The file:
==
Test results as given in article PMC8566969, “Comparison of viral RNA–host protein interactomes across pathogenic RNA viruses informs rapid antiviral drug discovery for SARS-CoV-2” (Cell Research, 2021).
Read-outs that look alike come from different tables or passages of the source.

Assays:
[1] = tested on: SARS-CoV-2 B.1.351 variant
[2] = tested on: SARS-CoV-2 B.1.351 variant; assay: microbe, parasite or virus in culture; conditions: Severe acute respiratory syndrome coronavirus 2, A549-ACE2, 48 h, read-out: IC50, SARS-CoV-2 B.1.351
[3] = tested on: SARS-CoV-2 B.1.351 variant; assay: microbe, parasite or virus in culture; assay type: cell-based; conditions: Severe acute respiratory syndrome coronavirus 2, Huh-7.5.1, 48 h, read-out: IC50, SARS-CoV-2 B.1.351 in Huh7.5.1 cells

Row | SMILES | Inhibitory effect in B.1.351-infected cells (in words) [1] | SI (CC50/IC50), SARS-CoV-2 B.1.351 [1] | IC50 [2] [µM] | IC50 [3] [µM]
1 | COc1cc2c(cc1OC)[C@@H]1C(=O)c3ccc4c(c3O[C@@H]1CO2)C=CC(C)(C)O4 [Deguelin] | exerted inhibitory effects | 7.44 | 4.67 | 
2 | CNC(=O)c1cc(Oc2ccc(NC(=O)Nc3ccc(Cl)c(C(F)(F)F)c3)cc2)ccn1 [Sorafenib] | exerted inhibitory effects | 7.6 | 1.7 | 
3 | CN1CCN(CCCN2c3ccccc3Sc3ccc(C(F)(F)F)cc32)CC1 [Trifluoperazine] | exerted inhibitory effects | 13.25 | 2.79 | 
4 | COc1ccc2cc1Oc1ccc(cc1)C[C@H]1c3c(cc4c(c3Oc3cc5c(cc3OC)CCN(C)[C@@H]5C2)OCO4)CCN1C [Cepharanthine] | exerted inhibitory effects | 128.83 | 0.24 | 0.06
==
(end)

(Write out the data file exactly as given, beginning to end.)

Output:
Test results as given in article PMC8566969, “Comparison of viral RNA–host protein interactomes across pathogenic RNA viruses informs rapid antiviral drug discovery for SARS-CoV-2” (Cell Research, 2021).
Read-outs that look alike come from different tables or passages of the source.

Assays:
[1] = tested on: SARS-CoV-2 B.1.351 variant
[2] = tested on: SARS-CoV-2 B.1.351 variant; assay: microbe, parasite or virus in culture; conditions: Severe acute respiratory syndrome coronavirus 2, A549-ACE2, 48 h, read-out: IC50, SARS-CoV-2 B.1.351
[3] = tested on: SARS-CoV-2 B.1.351 variant; assay: microbe, parasite or virus in culture; assay type: cell-based; conditions: Severe acute respiratory syndrome coronavirus 2, Huh-7.5.1, 48 h, read-out: IC50, SARS-CoV-2 B.1.351 in Huh7.5.1 cells

Row | SMILES | Inhibitory effect in B.1.351-infected cells (in words) [1] | SI (CC50/IC50), SARS-CoV-2 B.1.351 [1] | IC50 [2] [µM] | IC50 [3] [µM]
1 | COc1cc2c(cc1OC)[C@@H]1C(=O)c3ccc4c(c3O[C@@H]1CO2)C=CC(C)(C)O4 [Deguelin] | exerted inhibitory effects | 7.44 | 4.67 | 
2 | CNC(=O)c1cc(Oc2ccc(NC(=O)Nc3ccc(Cl)c(C(F)(F)F)c3)cc2)ccn1 [Sorafenib] | exerted inhibitory effects | 7.6 | 1.7 | 
3 | CN1CCN(CCCN2c3ccccc3Sc3ccc(C(F)(F)F)cc32)CC1 [Trifluoperazine] | exerted inhibitory effects | 13.25 | 2.79 | 
4 | COc1ccc2cc1Oc1ccc(cc1)C[C@H]1c3c(cc4c(c3Oc3cc5c(cc3OC)CCN(C)[C@@H]5C2)OCO4)CCN1C [Cepharanthine] | exerted inhibitory effects | 128.83 | 0.24 | 0.06